A prime example is the ancient South Arabian script, which archaeological discoveries show was on the scene by at least the ninth century b.c.e. This script was used in Ethiopia and the southern territories of the Arabian Peninsula, and is the forerunner of the modern Ethiopian Amharic script. But how was this South Arabian script received? These polities were far separate from the Phoenician state. In fact, scientists don’t say it was derived from the Phoenician script at all—instead, classifying it as derived from the centuries-older Proto-Siniatic script (of course, no mention of Hebrew influence).
The record is indeed silent about Phoenician connections with Ethiopia during this early period. But it is awash with Ethiopian connections to Israel. To this day, 3,000 years later, Ethiopians still hold dear to their Solomonic ties and the story of the establishment of their royal line from Solomon. The Bible takes pains to detail the queen of Sheba’s arduous journey to visit Solomon, the good relations between the two nations, and the close connections with other Arabian states, which brought Solomon tribute. Again, is it coincidence that they all ended up with an alphabet directly related to Israel’s, roughly around this period?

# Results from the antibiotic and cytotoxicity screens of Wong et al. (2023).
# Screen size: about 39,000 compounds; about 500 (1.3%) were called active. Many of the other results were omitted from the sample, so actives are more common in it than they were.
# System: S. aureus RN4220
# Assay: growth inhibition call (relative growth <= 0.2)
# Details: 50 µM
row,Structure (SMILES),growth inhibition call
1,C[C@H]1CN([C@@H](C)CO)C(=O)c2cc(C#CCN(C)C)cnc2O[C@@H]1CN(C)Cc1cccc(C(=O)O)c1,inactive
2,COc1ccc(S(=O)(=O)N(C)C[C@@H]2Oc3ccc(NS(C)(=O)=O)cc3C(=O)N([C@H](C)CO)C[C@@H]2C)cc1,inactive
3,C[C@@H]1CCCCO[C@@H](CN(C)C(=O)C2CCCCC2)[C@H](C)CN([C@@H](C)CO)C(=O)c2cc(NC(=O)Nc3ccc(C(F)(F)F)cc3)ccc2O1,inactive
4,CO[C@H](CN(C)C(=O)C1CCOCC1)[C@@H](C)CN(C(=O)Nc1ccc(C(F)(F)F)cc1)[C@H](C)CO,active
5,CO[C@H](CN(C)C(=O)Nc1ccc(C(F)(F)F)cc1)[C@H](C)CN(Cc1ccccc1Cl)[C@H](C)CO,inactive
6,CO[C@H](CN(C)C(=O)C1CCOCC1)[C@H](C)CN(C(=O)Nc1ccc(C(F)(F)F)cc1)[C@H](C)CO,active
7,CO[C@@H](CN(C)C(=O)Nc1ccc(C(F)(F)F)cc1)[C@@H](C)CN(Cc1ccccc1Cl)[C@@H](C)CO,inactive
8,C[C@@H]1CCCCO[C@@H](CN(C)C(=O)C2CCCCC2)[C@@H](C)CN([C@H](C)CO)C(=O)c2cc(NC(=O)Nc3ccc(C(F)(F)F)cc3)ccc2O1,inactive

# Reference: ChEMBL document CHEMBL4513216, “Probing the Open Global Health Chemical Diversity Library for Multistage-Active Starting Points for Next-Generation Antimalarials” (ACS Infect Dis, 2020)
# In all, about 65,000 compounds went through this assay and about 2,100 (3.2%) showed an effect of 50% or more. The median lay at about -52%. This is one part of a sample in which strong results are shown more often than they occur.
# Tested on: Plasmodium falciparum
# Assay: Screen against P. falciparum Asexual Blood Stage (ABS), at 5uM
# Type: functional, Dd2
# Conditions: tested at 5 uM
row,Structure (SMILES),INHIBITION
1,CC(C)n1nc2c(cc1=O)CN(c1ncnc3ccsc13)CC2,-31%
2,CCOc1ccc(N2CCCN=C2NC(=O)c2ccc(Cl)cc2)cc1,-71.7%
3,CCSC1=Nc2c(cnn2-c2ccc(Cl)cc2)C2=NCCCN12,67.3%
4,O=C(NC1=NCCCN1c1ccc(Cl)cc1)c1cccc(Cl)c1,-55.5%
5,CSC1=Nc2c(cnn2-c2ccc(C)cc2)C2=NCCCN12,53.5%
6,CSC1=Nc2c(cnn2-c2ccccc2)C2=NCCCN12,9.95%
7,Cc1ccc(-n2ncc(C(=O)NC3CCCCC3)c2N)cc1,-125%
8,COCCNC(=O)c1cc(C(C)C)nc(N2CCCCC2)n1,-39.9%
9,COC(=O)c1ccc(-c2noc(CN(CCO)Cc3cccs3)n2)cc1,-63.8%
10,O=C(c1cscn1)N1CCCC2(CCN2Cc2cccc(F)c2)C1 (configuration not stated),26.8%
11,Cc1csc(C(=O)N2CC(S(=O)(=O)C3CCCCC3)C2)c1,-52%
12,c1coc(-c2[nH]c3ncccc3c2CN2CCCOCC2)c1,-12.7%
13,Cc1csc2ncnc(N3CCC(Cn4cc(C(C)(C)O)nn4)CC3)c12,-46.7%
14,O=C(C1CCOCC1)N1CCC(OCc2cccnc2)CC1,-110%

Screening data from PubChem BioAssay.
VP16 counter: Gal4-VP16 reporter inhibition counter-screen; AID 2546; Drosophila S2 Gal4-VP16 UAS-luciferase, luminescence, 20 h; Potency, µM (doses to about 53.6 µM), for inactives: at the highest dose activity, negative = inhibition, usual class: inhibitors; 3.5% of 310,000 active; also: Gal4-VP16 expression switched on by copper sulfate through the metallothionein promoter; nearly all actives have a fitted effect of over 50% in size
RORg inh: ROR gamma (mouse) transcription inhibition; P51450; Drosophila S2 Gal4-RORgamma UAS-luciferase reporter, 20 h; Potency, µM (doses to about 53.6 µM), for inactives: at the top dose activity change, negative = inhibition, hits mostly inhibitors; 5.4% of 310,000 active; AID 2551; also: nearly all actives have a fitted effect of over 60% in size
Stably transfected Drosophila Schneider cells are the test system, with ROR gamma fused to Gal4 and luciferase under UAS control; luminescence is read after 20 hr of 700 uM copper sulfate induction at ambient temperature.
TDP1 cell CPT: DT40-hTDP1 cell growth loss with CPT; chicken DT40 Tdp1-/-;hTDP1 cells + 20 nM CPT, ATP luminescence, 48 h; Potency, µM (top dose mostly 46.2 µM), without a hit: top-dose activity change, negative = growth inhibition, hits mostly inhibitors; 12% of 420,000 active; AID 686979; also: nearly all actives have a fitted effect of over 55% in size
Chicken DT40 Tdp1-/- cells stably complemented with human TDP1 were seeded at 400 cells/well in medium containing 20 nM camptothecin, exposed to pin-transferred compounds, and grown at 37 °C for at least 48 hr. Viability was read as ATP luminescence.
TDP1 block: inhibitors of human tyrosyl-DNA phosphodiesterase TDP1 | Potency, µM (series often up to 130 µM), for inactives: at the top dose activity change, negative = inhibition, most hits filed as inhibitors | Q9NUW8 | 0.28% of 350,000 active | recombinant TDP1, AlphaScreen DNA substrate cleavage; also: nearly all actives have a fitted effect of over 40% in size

Putting aside Ethiopia and the southern Arab states, one does not need to look far from Solomon’s kingdom to see the literal flowering of the use of the alphabet by surrounding nations on all sides of Israel. Take a look at the map to the right, from the time of Saul and David (even at this size, Israelite territory wasn’t yet at its full Solomonic extent). Why is it that every nation surrounding Israel—the Arameans in the northeast, the Ammonites in the east, the Moabites in the southeast, the Edomites in the south, the Philistines in the southwest (as for the Amalekites, there are no yet known inscriptions), the Greek isles to the west, as well as the Phoenicians in the north—why did they all adopt and standardize the same Hebrew-Phoenician alphabet, beginning roughly around this time period? Sure, the Phoenicians were known sea-traders. But what about the distant, overland Moabites, Edomites, Ammonites, Arabians—and further afield Ethiopians and southern Arab states? What about, as we covered in part two, the Philistines who migrated from Greece and adopted the alphabet of their surrounding neighbors?